The Lost Legacy doesn't signify a new era for Uncharted so much as it presents an opportunity to show the series from new perspectives, for which Chloe and the AI-controlled Nadine are perfectly capable. With a new playable treasure hunter comes new settings and character motivations, wrapped in a comfortingly familiar Uncharted package.
Many won't mind that and will point, reasonably, to the sheer unflagging quality and effortlessness of this action romp. Others, like me, will take pleasure in finding that a smaller Uncharted doesn't mean a lesser one, and that even in a series known for its excess, less can be more. And Nate? To be honest, I didn't really miss him.
Given just how fully featured this adventure is, Lost Legacy could have easily been Uncharted 5. Where Naughty Dog goes next is anyone’s guess, but I would love to see Chloe and Nadine return for another hunt, as they’re every bit as engaging as the Drake family. They make a hell of a team.
I went into Uncharted: The Lost Legacy expecting a light stand-alone adventure, but it turns out to serve a much greater purpose. Despite the new protagonist, this game serves as a celebration of everything the Uncharted series has come to represent over a decade of mostly strong releases from Naughty Dog.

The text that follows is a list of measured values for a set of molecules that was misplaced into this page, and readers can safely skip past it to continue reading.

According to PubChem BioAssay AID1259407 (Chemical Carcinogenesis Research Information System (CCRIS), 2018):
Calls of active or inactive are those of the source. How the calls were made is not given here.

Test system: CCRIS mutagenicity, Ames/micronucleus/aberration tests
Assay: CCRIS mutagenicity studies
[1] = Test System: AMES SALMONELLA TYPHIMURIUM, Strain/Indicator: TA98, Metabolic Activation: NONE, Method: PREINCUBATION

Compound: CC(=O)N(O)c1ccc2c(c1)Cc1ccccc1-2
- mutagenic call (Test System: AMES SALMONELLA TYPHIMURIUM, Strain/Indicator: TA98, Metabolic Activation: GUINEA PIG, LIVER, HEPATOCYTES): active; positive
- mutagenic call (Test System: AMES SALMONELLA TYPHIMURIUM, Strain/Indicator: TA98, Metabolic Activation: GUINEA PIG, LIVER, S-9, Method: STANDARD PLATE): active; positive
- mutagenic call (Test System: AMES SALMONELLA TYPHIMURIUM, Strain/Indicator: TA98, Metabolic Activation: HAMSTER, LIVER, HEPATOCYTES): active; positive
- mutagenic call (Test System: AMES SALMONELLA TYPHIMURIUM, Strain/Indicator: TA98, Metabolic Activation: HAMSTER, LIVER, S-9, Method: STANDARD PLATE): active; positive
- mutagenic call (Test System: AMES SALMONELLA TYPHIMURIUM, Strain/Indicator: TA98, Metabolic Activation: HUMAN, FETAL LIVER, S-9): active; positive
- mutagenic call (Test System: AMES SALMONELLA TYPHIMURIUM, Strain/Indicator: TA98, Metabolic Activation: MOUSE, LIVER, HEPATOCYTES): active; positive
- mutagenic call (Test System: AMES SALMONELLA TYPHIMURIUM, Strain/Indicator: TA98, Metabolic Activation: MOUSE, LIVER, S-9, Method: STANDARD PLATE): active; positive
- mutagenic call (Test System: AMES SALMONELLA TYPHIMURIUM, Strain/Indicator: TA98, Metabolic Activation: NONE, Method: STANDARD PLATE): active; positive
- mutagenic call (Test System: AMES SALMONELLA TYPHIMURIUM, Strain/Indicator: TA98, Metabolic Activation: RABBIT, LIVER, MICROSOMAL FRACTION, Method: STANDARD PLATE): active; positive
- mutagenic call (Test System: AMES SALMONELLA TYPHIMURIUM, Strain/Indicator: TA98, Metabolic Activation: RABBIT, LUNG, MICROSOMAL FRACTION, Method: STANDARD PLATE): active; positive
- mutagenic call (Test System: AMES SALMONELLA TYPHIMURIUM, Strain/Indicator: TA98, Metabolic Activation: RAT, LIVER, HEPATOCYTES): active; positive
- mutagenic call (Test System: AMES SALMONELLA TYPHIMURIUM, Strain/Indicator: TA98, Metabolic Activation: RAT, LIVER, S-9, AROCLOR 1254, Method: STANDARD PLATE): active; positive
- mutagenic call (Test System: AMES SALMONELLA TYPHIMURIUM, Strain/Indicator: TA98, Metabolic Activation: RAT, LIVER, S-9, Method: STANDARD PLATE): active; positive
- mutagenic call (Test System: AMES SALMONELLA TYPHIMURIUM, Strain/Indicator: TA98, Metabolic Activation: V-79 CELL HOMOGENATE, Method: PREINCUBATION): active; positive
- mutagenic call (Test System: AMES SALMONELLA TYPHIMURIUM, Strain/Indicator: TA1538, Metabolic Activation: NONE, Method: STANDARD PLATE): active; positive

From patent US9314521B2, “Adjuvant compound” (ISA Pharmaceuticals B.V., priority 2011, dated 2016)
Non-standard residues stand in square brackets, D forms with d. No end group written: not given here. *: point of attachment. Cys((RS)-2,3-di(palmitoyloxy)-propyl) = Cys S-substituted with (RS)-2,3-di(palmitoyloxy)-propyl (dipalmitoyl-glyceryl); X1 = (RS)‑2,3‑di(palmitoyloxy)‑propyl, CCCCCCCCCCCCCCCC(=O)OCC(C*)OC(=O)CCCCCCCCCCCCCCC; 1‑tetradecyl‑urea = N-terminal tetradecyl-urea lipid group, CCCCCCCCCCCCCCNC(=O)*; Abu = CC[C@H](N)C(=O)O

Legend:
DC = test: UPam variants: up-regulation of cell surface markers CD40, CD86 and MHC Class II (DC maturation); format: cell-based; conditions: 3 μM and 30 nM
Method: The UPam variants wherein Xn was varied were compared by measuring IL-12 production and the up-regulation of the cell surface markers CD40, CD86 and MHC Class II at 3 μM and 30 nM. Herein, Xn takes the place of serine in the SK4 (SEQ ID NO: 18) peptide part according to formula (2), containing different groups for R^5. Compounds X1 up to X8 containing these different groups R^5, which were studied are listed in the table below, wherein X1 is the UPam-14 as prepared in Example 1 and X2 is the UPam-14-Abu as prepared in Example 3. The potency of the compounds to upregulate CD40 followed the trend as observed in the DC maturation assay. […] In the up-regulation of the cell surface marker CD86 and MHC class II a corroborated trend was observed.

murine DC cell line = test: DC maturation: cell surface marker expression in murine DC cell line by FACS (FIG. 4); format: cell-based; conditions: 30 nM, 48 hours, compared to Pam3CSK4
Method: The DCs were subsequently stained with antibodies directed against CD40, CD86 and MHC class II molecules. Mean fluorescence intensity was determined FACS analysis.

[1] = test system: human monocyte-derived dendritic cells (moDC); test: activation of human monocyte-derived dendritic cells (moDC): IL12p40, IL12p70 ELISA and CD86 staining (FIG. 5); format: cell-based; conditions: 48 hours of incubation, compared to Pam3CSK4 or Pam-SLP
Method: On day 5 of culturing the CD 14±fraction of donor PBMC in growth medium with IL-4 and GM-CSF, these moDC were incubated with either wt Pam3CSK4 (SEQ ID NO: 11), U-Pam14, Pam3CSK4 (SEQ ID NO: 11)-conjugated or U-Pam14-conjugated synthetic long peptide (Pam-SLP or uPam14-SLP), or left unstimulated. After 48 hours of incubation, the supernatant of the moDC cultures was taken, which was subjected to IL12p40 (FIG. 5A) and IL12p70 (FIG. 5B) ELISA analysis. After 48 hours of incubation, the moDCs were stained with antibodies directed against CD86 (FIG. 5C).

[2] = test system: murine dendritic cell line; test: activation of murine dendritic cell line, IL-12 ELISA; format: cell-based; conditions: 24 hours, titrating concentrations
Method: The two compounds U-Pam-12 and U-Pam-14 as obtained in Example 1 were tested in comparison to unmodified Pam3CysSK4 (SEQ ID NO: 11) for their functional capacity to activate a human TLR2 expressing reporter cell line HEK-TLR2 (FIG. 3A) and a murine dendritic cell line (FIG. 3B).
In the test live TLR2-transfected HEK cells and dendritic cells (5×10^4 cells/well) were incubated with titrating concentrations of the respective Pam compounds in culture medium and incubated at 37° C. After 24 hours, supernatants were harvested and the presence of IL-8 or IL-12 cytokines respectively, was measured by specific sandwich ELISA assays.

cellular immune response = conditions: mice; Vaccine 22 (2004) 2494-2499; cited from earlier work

Uncharted: The Lost Legacy proves that Naughty Dog doesn't need Drake to keep this series going. It's familiar in just about every respect, but given how much refinement has slowly crept up since 2007, it's cemented itself as one of the most reliable action-adventure franchises in recent years.
For all that I hope Naughty Dog refines their next game, I can’t say I regret taking another scenic spin down Uncharted lane. Lost Legacy tells a winning tale of friendship set against a backdrop of gorgeous mayhem, and it might even teach you a thing or two about Indian history along the way.